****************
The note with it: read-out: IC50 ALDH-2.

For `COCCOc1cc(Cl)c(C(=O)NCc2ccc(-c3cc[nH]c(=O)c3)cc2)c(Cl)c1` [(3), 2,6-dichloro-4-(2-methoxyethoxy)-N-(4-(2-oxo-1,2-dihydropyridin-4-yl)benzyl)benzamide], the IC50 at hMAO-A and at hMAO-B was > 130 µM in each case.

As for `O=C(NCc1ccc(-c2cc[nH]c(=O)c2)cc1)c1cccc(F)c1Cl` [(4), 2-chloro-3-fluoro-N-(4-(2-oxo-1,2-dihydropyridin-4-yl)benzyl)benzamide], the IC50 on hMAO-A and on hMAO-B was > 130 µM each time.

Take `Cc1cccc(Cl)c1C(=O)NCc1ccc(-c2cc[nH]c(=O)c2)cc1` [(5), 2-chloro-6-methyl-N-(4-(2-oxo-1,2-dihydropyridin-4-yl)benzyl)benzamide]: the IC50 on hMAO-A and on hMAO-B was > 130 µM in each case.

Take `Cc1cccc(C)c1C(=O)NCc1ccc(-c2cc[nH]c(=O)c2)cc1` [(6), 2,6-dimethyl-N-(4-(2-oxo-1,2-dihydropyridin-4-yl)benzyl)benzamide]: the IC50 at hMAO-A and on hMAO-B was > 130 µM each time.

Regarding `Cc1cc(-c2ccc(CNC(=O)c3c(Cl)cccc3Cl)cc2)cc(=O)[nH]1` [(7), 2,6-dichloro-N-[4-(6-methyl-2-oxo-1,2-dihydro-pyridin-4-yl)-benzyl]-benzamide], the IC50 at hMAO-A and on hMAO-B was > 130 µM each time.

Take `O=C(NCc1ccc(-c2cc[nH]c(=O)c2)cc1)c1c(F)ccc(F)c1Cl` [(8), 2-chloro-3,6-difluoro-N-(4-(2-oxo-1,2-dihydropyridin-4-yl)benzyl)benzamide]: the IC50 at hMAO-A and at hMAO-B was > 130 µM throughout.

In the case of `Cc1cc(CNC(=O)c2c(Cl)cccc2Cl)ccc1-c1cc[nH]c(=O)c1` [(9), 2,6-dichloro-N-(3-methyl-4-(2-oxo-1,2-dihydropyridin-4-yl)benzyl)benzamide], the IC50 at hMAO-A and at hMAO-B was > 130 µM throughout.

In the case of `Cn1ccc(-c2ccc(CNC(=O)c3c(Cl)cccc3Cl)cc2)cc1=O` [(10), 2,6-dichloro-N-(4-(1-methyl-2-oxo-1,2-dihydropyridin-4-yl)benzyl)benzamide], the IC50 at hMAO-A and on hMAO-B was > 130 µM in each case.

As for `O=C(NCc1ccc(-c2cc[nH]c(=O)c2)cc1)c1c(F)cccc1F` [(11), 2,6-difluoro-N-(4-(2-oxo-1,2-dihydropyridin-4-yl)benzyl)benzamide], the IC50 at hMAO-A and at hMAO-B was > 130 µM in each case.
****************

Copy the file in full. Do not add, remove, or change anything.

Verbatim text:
The note with it: read-out: IC50 ALDH-2.

For `COCCOc1cc(Cl)c(C(=O)NCc2ccc(-c3cc[nH]c(=O)c3)cc2)c(Cl)c1` [(3), 2,6-dichloro-4-(2-methoxyethoxy)-N-(4-(2-oxo-1,2-dihydropyridin-4-yl)benzyl)benzamide], the IC50 at hMAO-A and at hMAO-B was > 130 µM in each case.

As for `O=C(NCc1ccc(-c2cc[nH]c(=O)c2)cc1)c1cccc(F)c1Cl` [(4), 2-chloro-3-fluoro-N-(4-(2-oxo-1,2-dihydropyridin-4-yl)benzyl)benzamide], the IC50 on hMAO-A and on hMAO-B was > 130 µM each time.

Take `Cc1cccc(Cl)c1C(=O)NCc1ccc(-c2cc[nH]c(=O)c2)cc1` [(5), 2-chloro-6-methyl-N-(4-(2-oxo-1,2-dihydropyridin-4-yl)benzyl)benzamide]: the IC50 on hMAO-A and on hMAO-B was > 130 µM in each case.

Take `Cc1cccc(C)c1C(=O)NCc1ccc(-c2cc[nH]c(=O)c2)cc1` [(6), 2,6-dimethyl-N-(4-(2-oxo-1,2-dihydropyridin-4-yl)benzyl)benzamide]: the IC50 at hMAO-A and on hMAO-B was > 130 µM each time.

Regarding `Cc1cc(-c2ccc(CNC(=O)c3c(Cl)cccc3Cl)cc2)cc(=O)[nH]1` [(7), 2,6-dichloro-N-[4-(6-methyl-2-oxo-1,2-dihydro-pyridin-4-yl)-benzyl]-benzamide], the IC50 at hMAO-A and on hMAO-B was > 130 µM each time.

Take `O=C(NCc1ccc(-c2cc[nH]c(=O)c2)cc1)c1c(F)ccc(F)c1Cl` [(8), 2-chloro-3,6-difluoro-N-(4-(2-oxo-1,2-dihydropyridin-4-yl)benzyl)benzamide]: the IC50 at hMAO-A and at hMAO-B was > 130 µM throughout.

In the case of `Cc1cc(CNC(=O)c2c(Cl)cccc2Cl)ccc1-c1cc[nH]c(=O)c1` [(9), 2,6-dichloro-N-(3-methyl-4-(2-oxo-1,2-dihydropyridin-4-yl)benzyl)benzamide], the IC50 at hMAO-A and at hMAO-B was > 130 µM throughout.

In the case of `Cn1ccc(-c2ccc(CNC(=O)c3c(Cl)cccc3Cl)cc2)cc1=O` [(10), 2,6-dichloro-N-(4-(1-methyl-2-oxo-1,2-dihydropyridin-4-yl)benzyl)benzamide], the IC50 at hMAO-A and on hMAO-B was > 130 µM in each case.

As for `O=C(NCc1ccc(-c2cc[nH]c(=O)c2)cc1)c1c(F)cccc1F` [(11), 2,6-difluoro-N-(4-(2-oxo-1,2-dihydropyridin-4-yl)benzyl)benzamide], the IC50 at hMAO-A and at hMAO-B was > 130 µM in each case.